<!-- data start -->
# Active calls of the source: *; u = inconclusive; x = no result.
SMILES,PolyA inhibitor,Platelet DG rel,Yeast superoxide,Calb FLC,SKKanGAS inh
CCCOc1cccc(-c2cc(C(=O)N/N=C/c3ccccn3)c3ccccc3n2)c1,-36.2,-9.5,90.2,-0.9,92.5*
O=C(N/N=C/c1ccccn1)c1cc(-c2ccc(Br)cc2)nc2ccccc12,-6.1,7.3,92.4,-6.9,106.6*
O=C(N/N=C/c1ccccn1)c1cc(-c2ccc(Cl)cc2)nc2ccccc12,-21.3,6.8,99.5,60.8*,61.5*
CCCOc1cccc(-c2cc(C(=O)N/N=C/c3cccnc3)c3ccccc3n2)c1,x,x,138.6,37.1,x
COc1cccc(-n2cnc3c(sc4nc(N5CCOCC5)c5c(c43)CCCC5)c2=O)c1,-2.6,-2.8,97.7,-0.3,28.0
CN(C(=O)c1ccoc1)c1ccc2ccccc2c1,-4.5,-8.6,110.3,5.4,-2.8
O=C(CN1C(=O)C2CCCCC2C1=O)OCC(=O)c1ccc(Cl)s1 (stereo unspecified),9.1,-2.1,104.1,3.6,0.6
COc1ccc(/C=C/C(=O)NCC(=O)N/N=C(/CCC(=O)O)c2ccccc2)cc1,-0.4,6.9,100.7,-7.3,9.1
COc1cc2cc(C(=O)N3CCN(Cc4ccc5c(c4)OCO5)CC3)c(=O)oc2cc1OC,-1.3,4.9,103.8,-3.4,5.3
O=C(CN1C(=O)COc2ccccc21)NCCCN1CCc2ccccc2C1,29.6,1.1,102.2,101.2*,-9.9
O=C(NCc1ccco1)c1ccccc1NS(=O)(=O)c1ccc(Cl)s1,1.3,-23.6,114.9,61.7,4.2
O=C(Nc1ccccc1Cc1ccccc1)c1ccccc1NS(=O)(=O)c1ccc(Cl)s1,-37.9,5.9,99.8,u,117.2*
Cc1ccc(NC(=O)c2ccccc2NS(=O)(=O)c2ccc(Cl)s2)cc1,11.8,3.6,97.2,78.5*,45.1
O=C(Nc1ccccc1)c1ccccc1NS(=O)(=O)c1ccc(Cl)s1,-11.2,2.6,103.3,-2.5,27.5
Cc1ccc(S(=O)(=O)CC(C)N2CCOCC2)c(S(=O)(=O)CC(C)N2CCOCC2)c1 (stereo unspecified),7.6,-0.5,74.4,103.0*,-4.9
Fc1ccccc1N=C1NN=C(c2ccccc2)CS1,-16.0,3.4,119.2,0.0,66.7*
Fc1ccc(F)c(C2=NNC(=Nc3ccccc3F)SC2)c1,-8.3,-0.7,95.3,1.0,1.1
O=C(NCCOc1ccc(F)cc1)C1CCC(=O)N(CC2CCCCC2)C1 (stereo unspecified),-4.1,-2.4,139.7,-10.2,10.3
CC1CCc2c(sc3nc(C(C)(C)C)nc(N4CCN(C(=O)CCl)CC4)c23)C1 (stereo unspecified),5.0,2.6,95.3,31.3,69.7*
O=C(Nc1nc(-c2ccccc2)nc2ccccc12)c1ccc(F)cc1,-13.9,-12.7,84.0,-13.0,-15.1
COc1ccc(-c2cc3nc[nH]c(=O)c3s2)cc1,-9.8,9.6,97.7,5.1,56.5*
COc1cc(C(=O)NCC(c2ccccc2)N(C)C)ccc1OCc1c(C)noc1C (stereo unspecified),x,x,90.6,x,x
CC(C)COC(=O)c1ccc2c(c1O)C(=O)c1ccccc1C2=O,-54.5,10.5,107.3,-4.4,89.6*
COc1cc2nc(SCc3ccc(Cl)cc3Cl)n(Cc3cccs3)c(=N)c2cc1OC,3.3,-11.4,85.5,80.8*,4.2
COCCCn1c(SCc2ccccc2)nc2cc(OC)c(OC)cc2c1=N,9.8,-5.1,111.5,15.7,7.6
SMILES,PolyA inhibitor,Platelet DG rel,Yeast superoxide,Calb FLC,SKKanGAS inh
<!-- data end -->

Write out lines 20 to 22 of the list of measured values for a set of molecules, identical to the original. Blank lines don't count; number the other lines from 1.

O=C(NCCOc1ccc(F)cc1)C1CCC(=O)N(CC2CCCCC2)C1 (stereo unspecified),-4.1,-2.4,139.7,-10.2,10.3
CC1CCc2c(sc3nc(C(C)(C)C)nc(N4CCN(C(=O)CCl)CC4)c23)C1 (stereo unspecified),5.0,2.6,95.3,31.3,69.7*
O=C(Nc1nc(-c2ccccc2)nc2ccccc12)c1ccc(F)cc1,-13.9,-12.7,84.0,-13.0,-15.1